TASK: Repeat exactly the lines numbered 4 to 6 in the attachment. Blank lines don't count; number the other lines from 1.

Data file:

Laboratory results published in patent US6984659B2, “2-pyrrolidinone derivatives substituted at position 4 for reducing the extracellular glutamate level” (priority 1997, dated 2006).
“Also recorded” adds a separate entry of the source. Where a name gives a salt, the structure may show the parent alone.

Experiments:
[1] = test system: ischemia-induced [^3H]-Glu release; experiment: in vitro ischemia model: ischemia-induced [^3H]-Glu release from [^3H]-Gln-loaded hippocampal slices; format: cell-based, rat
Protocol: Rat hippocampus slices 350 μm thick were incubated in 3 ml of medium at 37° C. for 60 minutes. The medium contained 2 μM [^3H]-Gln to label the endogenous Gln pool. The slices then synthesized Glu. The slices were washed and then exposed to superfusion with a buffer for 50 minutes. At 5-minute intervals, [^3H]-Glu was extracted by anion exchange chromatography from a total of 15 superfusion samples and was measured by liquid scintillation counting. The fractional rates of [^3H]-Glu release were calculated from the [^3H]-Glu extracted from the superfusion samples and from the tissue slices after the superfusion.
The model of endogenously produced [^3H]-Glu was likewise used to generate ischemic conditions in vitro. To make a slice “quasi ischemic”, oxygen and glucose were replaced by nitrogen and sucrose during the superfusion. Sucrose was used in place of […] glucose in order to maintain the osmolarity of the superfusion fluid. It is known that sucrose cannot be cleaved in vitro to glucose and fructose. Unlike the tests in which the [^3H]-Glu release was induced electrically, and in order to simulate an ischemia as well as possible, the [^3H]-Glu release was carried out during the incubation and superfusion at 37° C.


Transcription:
[1] = test system: ischemia-induced [^3H]-Glu release; experiment: in vitro ischemia model: ischemia-induced [^3H]-Glu release from [^3H]-Gln-loaded hippocampal slices; format: cell-based, rat
Protocol: Rat hippocampus slices 350 μm thick were incubated in 3 ml of medium at 37° C. for 60 minutes. The medium contained 2 μM [^3H]-Gln to label the endogenous Gln pool. The slices then synthesized Glu. The slices were washed and then exposed to superfusion with a buffer for 50 minutes. At 5-minute intervals, [^3H]-Glu was extracted by anion exchange chromatography from a total of 15 superfusion samples and was measured by liquid scintillation counting. The fractional rates of [^3H]-Glu release were calculated from the [^3H]-Glu extracted from the superfusion samples and from the tissue slices after the superfusion.
The model of endogenously produced [^3H]-Glu was likewise used to generate ischemic conditions in vitro. To make a slice “quasi ischemic”, oxygen and glucose were replaced by nitrogen and sucrose during the superfusion. Sucrose was used in place of […] glucose in order to maintain the osmolarity of the superfusion fluid. It is known that sucrose cannot be cleaved in vitro to glucose and fructose. Unlike the tests in which the [^3H]-Glu release was induced electrically, and in order to simulate an ischemia as well as possible, the [^3H]-Glu release was carried out during the incubation and superfusion at 37° C.